Writing each of these sentences only once is woefully inadequate. If I had my way, investors would have to write them over and over five days a week. Wall Street analysts would have to write them a hundred times a day, immediately upon arriving to work.
In recent weeks, I've seen "valuation" arguments that literally treat future estimated operating earnings as if they are a pure, immediately distributable dividend that will grow indefinitely without the need for capital investment, while sustaining current record profit margins forever. I've heard analysts say, with a straight face, that stocks are cheaper here than they were at the 2009 lows, because the ratio of the S&P 500 to the current forward operating earnings estimate is lower today than it was 16 months ago. I've seen analysts presume to "capitalize" earnings into some sort of market valuation by doing nothing more than dividing estimated operating earnings by corporate bond yields that are presently nearly indistinguishable from Treasury yields.
The primary question investors need to ask is whether these analysts have actually examined the historical record of these approaches - not just whether they have an anecdote about some extreme such as 2000 or 1987 - but whether they have done a robust, long-term evaluation. Unless a "valuation" methodology is accompanied by long-term, decade-by-decade evidence showing that the valuation method is actually correlated with realized, subsequent market returns (particularly over a horizon of say, 7-10 years), then you are not looking at the sound valuation work an investment professional. You are either looking at a random guess or a sales pitch.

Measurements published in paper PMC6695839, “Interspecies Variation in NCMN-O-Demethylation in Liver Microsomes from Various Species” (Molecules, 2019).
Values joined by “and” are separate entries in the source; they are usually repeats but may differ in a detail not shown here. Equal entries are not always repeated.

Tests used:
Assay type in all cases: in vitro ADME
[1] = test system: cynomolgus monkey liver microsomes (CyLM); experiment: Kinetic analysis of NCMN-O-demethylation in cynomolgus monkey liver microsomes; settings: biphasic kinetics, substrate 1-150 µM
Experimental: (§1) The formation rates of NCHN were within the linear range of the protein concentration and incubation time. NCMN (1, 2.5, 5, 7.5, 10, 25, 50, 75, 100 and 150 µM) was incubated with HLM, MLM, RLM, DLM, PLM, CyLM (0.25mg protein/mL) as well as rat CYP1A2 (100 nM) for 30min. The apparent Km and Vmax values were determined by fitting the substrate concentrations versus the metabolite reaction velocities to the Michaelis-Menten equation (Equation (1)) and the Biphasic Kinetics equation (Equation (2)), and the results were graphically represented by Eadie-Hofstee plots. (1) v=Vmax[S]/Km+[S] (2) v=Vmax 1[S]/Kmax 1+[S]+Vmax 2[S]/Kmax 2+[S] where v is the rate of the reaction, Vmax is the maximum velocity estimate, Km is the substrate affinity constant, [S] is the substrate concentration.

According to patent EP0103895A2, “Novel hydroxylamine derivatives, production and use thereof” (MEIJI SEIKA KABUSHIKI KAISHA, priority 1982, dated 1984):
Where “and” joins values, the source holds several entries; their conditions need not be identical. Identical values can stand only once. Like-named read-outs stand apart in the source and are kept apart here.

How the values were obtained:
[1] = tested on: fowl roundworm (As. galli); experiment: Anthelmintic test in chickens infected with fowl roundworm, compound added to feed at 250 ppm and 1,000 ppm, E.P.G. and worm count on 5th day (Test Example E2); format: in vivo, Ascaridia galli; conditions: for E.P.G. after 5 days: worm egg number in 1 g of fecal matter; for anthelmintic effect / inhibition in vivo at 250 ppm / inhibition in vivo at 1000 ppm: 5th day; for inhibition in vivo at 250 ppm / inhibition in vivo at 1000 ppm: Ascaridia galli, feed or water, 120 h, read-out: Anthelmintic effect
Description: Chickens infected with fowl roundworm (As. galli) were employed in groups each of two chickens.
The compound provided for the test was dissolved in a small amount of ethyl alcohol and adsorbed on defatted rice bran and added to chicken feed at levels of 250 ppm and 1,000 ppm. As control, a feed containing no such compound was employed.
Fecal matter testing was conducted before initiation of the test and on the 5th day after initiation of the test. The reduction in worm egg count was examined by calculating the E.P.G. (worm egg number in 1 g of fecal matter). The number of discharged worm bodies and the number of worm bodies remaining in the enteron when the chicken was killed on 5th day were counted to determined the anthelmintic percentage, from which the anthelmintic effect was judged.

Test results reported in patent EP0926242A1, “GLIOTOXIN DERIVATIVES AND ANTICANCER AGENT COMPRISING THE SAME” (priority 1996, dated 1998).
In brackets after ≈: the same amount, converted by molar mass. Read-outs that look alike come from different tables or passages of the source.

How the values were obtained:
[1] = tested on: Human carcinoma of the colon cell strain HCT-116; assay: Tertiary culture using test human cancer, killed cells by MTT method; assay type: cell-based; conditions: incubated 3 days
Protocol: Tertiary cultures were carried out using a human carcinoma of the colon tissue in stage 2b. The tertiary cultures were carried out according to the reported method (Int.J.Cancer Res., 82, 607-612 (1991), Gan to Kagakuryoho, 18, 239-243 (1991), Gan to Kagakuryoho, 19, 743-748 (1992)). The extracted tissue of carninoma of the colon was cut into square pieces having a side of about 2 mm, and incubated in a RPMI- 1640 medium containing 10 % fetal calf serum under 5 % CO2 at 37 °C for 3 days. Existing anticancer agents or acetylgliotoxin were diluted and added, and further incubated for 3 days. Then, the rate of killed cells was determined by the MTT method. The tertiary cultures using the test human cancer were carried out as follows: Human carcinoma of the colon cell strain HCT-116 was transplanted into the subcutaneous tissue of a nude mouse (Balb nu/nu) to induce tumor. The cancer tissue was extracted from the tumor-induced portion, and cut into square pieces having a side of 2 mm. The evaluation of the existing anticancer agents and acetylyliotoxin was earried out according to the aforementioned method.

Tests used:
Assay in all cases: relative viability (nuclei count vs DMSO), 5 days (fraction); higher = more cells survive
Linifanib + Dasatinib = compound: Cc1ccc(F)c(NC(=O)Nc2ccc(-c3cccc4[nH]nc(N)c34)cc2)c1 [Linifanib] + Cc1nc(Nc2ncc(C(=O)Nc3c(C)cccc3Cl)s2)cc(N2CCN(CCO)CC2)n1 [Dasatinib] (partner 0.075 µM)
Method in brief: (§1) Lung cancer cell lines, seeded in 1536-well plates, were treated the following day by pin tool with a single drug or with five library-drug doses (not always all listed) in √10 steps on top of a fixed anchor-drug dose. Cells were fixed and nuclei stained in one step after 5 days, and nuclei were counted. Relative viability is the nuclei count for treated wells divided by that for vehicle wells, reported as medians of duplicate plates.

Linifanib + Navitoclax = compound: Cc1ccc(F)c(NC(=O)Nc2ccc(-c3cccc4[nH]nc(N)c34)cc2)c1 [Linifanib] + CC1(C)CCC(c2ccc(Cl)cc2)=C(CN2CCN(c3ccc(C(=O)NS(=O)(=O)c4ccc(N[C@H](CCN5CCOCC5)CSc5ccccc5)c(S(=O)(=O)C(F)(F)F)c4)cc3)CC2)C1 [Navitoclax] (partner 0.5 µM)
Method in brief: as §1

Don't get me wrong. There are many thoughtful, well-disciplined financial planners and asset managers - usually far away from Wall Street - who are excellent stewards of their customers' investments. My difficulty is not with those professionals, but with the careless and inept reasoning that passes for analysis hour after hour on the financial news.
If you take away one thing from this week's comment, it is that stocks are a claim to a long-term stream of cash flows that will actually be distributed to investors over time, and that this stream of cash flows cannot be estimated from a single year's earnings number. The main reason for this is that profit margins vary from year-to-year over the business cycle, and tend to mean-revert over the long-term. Earnings (net and operating) tend to be depressed during periods of economic strain, but when they reflect compressed profit margins, they are strongly associated with above-average rates of subsequent growth over the following 7-10 years. In contrast, earnings that reflect elevated profit margins are strongly associated with poor rates of subsequent growth. When analysts take earnings figures at face value, and presume to "capitalize" them simply by dividing by interest rates, they demonstrate a Kindergartener's grasp of securities valuation.